Nor, apparently, was I able to conduct my 30s appropriately.

I recently bought a copy of Harper’s Bazaar for potential sewing inspiration. I don’t know why I do this. I will never have time to make all of the things I rip out of magazines every month. But there I was, with a copy of Harper’s Bazaar, and a true Come to Jesus moment.

Can you ever forgive me?

I’ve been wearing the wrong colours all along!

I guess I just didn't quite manage Fabulous.
I guess I just didn’t quite manage Fabulous.

Apparently I was meant to be wearing pink throughout my thirties. I’ll admit that I’m a little surprised. Isn’t pink often criticized as being too girly and therefore infantalizing (leaving aside all of the sexism implicit in those statements) for adult women in the workforce? Still, there it is, in black and white (and pink): In your thirties? Wear Pink!

And I didn’t. I just … didn’t! I didn’t know! Ignorance is no excuse, of course. I should have known. All these months I have been inflicting images of my thirties-self in non-pink clothing. How did you stand it?

Now that I’m 40, apparently I’m supposed to be wearing red.harpers bazaar 40s 50s

The good news is, I already have a lot of red.

The bad news is, I’ve been wearing all that red throughout the time I was meant to be wearing pink. Thank goodness I am well prepared to be 40, and now that I know, I can be sure to emphasize red in my wardrobe for the next ten years (or until the next issue comes out).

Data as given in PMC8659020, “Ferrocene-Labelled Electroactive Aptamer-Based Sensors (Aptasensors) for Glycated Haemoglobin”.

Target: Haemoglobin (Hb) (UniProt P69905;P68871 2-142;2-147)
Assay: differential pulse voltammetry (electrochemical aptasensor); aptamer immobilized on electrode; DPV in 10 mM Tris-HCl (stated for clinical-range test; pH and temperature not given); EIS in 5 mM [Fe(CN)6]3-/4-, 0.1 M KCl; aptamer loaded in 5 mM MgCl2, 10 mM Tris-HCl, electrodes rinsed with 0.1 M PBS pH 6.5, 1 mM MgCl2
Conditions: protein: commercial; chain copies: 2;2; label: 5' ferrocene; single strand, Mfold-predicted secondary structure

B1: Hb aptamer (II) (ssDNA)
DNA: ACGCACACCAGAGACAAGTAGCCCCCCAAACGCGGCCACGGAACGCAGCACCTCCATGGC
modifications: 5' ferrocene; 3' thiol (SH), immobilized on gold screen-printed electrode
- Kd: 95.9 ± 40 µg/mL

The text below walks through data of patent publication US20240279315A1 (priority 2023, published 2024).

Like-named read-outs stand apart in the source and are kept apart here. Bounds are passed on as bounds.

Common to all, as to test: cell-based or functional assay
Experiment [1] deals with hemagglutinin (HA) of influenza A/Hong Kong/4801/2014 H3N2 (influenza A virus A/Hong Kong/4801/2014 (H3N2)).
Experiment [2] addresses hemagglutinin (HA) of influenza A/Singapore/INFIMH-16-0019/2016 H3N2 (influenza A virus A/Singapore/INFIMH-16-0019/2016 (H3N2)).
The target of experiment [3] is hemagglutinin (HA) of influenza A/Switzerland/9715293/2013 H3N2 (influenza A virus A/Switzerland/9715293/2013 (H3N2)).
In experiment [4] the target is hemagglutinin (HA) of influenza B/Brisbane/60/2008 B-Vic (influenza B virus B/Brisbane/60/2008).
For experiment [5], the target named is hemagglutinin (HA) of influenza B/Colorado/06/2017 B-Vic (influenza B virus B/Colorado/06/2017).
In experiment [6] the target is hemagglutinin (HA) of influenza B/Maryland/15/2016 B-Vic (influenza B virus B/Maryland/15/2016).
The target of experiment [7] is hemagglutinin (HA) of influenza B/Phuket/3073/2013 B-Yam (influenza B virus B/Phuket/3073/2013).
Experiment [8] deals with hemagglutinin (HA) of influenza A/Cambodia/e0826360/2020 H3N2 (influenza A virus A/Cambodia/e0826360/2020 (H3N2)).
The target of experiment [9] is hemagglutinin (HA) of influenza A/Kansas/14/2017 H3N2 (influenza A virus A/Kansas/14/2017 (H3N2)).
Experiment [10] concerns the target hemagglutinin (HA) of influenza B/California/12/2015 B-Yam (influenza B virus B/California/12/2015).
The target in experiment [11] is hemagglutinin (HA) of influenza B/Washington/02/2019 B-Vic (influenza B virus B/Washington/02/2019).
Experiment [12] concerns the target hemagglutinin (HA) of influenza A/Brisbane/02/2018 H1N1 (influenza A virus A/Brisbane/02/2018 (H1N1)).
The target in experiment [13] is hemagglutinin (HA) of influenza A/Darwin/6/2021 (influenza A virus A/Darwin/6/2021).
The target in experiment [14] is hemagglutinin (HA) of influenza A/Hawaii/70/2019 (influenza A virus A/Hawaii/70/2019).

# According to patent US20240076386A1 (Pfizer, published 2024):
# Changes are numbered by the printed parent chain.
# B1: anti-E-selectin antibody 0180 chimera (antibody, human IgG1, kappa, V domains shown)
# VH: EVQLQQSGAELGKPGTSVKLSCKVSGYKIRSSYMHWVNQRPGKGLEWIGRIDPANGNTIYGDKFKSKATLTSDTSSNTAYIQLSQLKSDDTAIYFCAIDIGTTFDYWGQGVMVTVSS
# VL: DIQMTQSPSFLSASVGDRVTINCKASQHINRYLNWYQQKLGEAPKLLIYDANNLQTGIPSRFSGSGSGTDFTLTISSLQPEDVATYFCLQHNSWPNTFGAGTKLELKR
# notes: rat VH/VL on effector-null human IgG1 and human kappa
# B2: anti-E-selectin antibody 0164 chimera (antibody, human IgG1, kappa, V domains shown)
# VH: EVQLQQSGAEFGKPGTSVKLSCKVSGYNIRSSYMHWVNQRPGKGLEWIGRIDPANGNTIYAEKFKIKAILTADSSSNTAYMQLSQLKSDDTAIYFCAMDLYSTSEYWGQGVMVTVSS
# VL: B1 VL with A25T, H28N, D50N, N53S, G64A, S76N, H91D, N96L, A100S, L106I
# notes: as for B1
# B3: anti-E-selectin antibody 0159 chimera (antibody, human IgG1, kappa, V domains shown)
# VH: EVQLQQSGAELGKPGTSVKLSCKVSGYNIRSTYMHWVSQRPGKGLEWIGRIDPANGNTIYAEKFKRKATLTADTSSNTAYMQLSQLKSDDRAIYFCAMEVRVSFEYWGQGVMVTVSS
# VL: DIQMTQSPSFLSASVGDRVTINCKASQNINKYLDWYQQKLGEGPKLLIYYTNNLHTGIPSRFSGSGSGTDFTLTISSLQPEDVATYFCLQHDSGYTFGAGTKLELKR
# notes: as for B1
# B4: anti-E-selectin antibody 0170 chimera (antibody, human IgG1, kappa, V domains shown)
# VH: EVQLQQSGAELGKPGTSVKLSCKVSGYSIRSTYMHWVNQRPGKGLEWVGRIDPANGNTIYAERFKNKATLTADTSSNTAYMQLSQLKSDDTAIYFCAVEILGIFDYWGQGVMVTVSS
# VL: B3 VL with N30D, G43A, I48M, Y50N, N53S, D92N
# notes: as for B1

But oh god, there’s worse news: I also wear a lot of yellow. And I’m not supposed to be wearing that until I turn 50!

Do you suppose if, by wearing yellow and pink together in this outfit, they can average out to appropriate for 40? Or do I make my top half look 50 and my bottom half look 30?
Do you suppose if, by wearing yellow and pink together in this outfit, they can average out to appropriate for 40? Or do I make my top half look 50 and my bottom half look 30?

I’m so grateful to this magazine for pointing out the ways in which I have failed to choose age-appropriate colours in which to clothe myself. In an effort to make up for this gross oversight, I will continue to share with you the advice I receive from diverse sources about the proper attire for women depending on their age. Fortunately, women’s magazines seem to be full of opinions about how best to disguise our increasing decrepitude and how to prevent ourselves from strangers being forced to witness women older than 22. It’s a public service, really.

For instance, Harper’s Bazaar also informed me that I should now be aiming to look sun-kissed (but I’m pale. Can’t I just be pale? I look like a clown when I’m sun-kissed. But maybe there’s a $100 bronzer that will be light and translucent and also red enough to look like I actually do when I’ve spent a day in the sun), only use mascara on my upper lashes, and that I have 20 years to figure out how to camouflage my jowly bits by covering them with a super-dark sculpting bronzer. Thank goodness!

harpers bazaar makeup age

I, for one, welcome our media overlords. It’s a good thing they’re here to tell us women what to do.

Review: Playing Big: Find Your Voice, Your Mission, Your Message

Playing Big: Find Your Voice, Your Mission, Your Message
Playing Big: Find Your Voice, Your Mission, Your Message by Tara Mohr
My rating: 2 of 5 stars

Boy, am I ever glad I didn’t pay for this.

Mohr’s heart is in the right place. She wanted to write a book that would help women overcome a lifetime of socialization and learn to believe in ourselves, so we can pursue our own big dreams and goals. And that is wonderful. But the execution fell apart somewhat.